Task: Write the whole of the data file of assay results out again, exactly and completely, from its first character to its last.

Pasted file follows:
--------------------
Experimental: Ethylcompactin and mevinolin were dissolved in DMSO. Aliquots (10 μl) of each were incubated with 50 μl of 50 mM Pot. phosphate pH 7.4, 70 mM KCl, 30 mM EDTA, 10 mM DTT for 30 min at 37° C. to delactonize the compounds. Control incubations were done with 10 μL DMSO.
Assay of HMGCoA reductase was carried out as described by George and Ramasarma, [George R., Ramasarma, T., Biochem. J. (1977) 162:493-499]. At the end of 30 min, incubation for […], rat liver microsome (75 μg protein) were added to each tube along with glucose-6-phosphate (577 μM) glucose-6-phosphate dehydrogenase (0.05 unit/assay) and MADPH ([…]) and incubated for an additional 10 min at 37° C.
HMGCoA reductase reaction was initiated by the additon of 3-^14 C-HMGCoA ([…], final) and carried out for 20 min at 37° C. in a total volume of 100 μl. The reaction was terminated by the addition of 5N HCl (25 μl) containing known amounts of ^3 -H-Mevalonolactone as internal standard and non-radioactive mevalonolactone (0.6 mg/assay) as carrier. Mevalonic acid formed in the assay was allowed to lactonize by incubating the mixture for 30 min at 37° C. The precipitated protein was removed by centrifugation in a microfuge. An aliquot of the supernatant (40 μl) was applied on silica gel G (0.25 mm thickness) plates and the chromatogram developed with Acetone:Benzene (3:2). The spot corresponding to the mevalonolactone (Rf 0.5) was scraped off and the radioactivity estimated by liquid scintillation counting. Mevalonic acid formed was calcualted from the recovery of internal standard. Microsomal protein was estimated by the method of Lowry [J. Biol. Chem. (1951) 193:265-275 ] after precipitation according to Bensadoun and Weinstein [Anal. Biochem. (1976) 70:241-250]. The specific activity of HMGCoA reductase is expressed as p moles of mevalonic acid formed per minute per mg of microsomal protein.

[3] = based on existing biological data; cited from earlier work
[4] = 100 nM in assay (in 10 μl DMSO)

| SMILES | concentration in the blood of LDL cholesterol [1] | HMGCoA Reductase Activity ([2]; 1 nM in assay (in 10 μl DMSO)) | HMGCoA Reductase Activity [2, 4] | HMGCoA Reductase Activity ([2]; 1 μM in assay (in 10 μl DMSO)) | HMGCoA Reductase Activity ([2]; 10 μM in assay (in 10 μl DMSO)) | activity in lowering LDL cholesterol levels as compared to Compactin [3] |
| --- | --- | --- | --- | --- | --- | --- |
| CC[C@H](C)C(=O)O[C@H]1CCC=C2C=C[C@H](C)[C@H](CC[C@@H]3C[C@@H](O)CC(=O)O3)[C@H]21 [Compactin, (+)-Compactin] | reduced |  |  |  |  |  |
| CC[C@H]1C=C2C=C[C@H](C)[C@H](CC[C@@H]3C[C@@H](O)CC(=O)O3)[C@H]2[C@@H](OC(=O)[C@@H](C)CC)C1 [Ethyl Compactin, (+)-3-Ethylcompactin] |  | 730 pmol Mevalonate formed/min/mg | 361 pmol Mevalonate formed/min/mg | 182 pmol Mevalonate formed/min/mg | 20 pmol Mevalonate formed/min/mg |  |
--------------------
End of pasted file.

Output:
Experimental: Ethylcompactin and mevinolin were dissolved in DMSO. Aliquots (10 μl) of each were incubated with 50 μl of 50 mM Pot. phosphate pH 7.4, 70 mM KCl, 30 mM EDTA, 10 mM DTT for 30 min at 37° C. to delactonize the compounds. Control incubations were done with 10 μL DMSO.
Assay of HMGCoA reductase was carried out as described by George and Ramasarma, [George R., Ramasarma, T., Biochem. J. (1977) 162:493-499]. At the end of 30 min, incubation for […], rat liver microsome (75 μg protein) were added to each tube along with glucose-6-phosphate (577 μM) glucose-6-phosphate dehydrogenase (0.05 unit/assay) and MADPH ([…]) and incubated for an additional 10 min at 37° C.
HMGCoA reductase reaction was initiated by the additon of 3-^14 C-HMGCoA ([…], final) and carried out for 20 min at 37° C. in a total volume of 100 μl. The reaction was terminated by the addition of 5N HCl (25 μl) containing known amounts of ^3 -H-Mevalonolactone as internal standard and non-radioactive mevalonolactone (0.6 mg/assay) as carrier. Mevalonic acid formed in the assay was allowed to lactonize by incubating the mixture for 30 min at 37° C. The precipitated protein was removed by centrifugation in a microfuge. An aliquot of the supernatant (40 μl) was applied on silica gel G (0.25 mm thickness) plates and the chromatogram developed with Acetone:Benzene (3:2). The spot corresponding to the mevalonolactone (Rf 0.5) was scraped off and the radioactivity estimated by liquid scintillation counting. Mevalonic acid formed was calcualted from the recovery of internal standard. Microsomal protein was estimated by the method of Lowry [J. Biol. Chem. (1951) 193:265-275 ] after precipitation according to Bensadoun and Weinstein [Anal. Biochem. (1976) 70:241-250]. The specific activity of HMGCoA reductase is expressed as p moles of mevalonic acid formed per minute per mg of microsomal protein.

[3] = based on existing biological data; cited from earlier work
[4] = 100 nM in assay (in 10 μl DMSO)

| SMILES | concentration in the blood of LDL cholesterol [1] | HMGCoA Reductase Activity ([2]; 1 nM in assay (in 10 μl DMSO)) | HMGCoA Reductase Activity [2, 4] | HMGCoA Reductase Activity ([2]; 1 μM in assay (in 10 μl DMSO)) | HMGCoA Reductase Activity ([2]; 10 μM in assay (in 10 μl DMSO)) | activity in lowering LDL cholesterol levels as compared to Compactin [3] |
| --- | --- | --- | --- | --- | --- | --- |
| CC[C@H](C)C(=O)O[C@H]1CCC=C2C=C[C@H](C)[C@H](CC[C@@H]3C[C@@H](O)CC(=O)O3)[C@H]21 [Compactin, (+)-Compactin] | reduced |  |  |  |  |  |
| CC[C@H]1C=C2C=C[C@H](C)[C@H](CC[C@@H]3C[C@@H](O)CC(=O)O3)[C@H]2[C@@H](OC(=O)[C@@H](C)CC)C1 [Ethyl Compactin, (+)-3-Ethylcompactin] |  | 730 pmol Mevalonate formed/min/mg | 361 pmol Mevalonate formed/min/mg | 182 pmol Mevalonate formed/min/mg | 20 pmol Mevalonate formed/min/mg |  |